Quilts can be made from a variety of fabrics: light-weight wool, cotton-polyester blends, satin, cotton flannel, but I prefer 100% cotton with a 68/68 thread count, and it is the type of fabric recommended for most quilts. This is because pressed seams stay in place better than do other fabrics when working with them.
Some popular manufacturers of good quilting fabric are Andover, Benartex, Clothworks, Free Spirit, Hoffman, Kona Bay, Moda, Quilting Treasures, Robert Kaufman, Timeless Treasures, and Windham. These often have numbered dyed circles on the selvage to show what colors are in the fabric. This is very helpful when trying to match or harmonize fabrics.
Needle-Turn Applique Using a Blind Hem Stitch
The Blind Applique Stitch
While the blind hem stitch is secure and something I use when connecting the binding to the backing, I use a blind applique stitch taught to me by June McVey, a former master quilter of Torrance, California, for appliqueing.
Without video capacity, I can only describe it here.
1. Thread your needle (no. 8-10) with a single, strong thread that matches the major color of the piece which you are trying to applique.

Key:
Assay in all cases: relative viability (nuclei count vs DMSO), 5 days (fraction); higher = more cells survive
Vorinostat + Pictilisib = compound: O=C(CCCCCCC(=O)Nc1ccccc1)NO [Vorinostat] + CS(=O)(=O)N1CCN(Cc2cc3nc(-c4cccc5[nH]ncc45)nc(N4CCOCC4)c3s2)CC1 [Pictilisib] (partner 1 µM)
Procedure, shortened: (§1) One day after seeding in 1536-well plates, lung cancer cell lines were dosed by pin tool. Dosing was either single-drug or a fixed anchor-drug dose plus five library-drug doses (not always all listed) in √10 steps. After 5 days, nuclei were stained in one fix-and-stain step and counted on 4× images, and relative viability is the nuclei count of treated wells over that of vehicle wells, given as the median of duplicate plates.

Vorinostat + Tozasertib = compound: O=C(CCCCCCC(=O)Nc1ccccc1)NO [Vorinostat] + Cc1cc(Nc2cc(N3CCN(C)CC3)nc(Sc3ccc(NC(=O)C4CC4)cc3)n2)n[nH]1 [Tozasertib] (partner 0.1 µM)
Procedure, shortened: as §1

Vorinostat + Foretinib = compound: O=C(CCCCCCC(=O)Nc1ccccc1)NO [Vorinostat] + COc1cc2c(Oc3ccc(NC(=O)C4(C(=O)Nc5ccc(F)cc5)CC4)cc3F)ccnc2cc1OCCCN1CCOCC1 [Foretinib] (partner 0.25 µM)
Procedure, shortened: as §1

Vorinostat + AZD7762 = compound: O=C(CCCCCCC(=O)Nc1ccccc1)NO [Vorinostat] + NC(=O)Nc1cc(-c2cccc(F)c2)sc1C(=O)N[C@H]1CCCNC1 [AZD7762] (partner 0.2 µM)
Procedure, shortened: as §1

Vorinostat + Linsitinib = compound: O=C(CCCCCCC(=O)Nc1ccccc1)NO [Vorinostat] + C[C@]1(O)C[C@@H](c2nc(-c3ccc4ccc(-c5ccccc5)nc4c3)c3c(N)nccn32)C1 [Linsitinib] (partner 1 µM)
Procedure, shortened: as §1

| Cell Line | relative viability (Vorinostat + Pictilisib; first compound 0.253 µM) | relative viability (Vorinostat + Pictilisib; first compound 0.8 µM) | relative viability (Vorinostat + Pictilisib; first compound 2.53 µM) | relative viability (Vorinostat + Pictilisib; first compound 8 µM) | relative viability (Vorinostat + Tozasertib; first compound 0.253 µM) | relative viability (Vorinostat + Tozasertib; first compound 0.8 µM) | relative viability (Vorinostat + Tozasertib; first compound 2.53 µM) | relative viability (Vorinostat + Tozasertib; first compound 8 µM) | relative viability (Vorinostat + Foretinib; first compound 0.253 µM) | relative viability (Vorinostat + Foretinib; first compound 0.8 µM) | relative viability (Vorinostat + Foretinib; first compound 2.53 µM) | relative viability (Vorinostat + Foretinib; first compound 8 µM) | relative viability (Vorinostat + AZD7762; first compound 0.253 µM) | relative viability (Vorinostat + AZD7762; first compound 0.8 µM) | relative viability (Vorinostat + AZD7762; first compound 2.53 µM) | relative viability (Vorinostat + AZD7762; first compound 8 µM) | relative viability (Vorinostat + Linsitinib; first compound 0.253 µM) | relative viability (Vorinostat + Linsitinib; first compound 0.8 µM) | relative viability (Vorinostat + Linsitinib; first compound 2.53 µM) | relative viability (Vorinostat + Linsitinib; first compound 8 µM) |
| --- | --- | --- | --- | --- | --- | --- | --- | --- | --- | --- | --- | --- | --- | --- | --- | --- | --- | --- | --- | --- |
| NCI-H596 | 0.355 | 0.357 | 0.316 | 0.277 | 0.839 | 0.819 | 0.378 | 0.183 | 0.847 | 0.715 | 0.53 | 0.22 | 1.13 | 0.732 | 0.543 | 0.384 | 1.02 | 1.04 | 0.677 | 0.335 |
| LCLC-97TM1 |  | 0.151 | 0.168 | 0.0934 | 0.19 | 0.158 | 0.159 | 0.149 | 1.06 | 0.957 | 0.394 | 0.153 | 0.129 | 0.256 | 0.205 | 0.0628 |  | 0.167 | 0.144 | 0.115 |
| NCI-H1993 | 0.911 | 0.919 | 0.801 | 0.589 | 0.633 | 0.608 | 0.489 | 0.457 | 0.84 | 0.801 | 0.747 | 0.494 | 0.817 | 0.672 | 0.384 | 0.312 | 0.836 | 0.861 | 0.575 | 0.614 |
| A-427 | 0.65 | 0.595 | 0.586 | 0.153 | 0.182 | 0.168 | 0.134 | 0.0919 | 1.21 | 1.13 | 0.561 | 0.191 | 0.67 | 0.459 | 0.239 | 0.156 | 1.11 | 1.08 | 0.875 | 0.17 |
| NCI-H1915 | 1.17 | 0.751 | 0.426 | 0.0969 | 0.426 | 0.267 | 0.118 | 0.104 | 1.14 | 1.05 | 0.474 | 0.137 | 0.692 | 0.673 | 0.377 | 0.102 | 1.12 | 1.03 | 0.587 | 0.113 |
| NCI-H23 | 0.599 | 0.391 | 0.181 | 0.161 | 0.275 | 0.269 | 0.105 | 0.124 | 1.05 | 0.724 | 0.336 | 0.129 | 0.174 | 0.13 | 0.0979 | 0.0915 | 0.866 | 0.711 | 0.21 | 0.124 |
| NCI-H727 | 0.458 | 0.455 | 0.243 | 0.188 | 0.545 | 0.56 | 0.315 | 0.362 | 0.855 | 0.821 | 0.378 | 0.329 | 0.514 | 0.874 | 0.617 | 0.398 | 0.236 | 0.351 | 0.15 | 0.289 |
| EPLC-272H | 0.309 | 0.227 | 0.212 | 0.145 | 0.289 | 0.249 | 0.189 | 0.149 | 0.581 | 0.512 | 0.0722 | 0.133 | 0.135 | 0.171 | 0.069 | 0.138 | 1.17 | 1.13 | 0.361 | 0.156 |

2. Tie a small half-hitch knot on the end. Allow a 2-4" lead of free thread to hang from the unknotted part of the thread.
3. Place the piece to be appliqued where you want it onto the fabric of the quilt top.
4. Bring the threaded needle up along the edge of the applique from behind the quilt-top fabric.
5. Catch 1-2 threads of applique edge and pull the needle through.
6. Go back down the hole from which you brought up the needle.
7. Come up again approximately 1/16th of an inch from the first stitch.
8. Repeat steps 5-7 until piece is entirely appliqued using the needle-turn method shown in the video.
9. On the wrong side of quilt-top fabric, tie another knot to secure the work and cut your thread.
When designing a quilt, there are several methods, depending on the abilities of the individual designer. The quilt design I have created uses both piecing and applique. The design uses my skills developed from making over 40 quilted projects. I am challenging myself by adding an outside scalloped border, which I have never done before.
Very often I like making a sketch of what I want to do. The idea might change as I begin cutting the fabric and putting the quilt together. In the past, I would find inspiration from the fabric I had on hand and design as I sewed. This project works from an abstract idea and sketch. While fabric calculations may have some error, these give me a good place from which to start.